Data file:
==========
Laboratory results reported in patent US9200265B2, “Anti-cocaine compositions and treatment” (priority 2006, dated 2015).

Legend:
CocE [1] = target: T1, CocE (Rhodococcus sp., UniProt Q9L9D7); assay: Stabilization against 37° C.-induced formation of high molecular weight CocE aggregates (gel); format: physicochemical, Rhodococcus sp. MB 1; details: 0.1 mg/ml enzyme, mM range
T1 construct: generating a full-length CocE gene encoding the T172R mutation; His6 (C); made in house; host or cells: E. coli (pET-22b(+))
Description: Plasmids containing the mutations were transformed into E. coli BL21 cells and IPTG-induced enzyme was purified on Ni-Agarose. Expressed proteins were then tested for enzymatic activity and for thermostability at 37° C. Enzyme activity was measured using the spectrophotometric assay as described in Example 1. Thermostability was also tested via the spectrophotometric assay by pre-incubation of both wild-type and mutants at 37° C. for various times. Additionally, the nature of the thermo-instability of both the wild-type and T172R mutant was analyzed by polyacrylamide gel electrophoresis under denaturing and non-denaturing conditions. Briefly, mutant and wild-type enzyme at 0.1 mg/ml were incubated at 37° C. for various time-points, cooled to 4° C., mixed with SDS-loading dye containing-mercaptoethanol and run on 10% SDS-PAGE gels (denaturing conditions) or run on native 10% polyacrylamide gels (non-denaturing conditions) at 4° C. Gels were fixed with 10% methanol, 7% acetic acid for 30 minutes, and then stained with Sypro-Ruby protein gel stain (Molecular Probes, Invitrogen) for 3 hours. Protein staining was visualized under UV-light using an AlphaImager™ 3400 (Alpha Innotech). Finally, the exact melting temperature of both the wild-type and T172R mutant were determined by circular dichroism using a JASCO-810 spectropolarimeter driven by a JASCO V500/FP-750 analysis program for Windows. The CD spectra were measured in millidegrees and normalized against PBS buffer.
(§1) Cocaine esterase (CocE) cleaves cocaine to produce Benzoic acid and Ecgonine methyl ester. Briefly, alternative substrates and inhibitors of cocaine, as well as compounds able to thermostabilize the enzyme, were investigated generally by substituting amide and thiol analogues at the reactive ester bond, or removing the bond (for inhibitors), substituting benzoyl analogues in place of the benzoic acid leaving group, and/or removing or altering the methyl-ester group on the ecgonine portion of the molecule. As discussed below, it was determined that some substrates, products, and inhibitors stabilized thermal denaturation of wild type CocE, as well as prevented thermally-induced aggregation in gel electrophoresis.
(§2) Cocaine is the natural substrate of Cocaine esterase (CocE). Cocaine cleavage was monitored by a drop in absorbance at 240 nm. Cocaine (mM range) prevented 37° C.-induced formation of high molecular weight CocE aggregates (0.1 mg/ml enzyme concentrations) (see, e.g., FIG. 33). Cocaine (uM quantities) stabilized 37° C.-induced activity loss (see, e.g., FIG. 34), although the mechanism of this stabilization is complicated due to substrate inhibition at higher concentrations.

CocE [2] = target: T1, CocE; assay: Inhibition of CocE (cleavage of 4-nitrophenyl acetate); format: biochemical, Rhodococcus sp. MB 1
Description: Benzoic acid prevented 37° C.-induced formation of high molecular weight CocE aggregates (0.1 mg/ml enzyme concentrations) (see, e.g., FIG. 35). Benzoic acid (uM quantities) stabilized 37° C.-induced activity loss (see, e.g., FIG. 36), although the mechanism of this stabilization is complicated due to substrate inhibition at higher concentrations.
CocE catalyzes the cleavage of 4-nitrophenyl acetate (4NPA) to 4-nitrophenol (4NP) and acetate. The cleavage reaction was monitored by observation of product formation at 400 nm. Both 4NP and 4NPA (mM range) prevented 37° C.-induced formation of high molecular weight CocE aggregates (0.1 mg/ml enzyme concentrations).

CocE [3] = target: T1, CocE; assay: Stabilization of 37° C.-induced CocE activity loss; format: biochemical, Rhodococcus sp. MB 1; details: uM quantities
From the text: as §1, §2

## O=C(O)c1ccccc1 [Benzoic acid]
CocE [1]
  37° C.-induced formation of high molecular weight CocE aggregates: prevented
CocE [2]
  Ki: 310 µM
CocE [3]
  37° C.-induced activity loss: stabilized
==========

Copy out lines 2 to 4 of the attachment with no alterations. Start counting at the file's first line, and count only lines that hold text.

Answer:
Legend:
CocE [1] = target: T1, CocE (Rhodococcus sp., UniProt Q9L9D7); assay: Stabilization against 37° C.-induced formation of high molecular weight CocE aggregates (gel); format: physicochemical, Rhodococcus sp. MB 1; details: 0.1 mg/ml enzyme, mM range
T1 construct: generating a full-length CocE gene encoding the T172R mutation; His6 (C); made in house; host or cells: E. coli (pET-22b(+))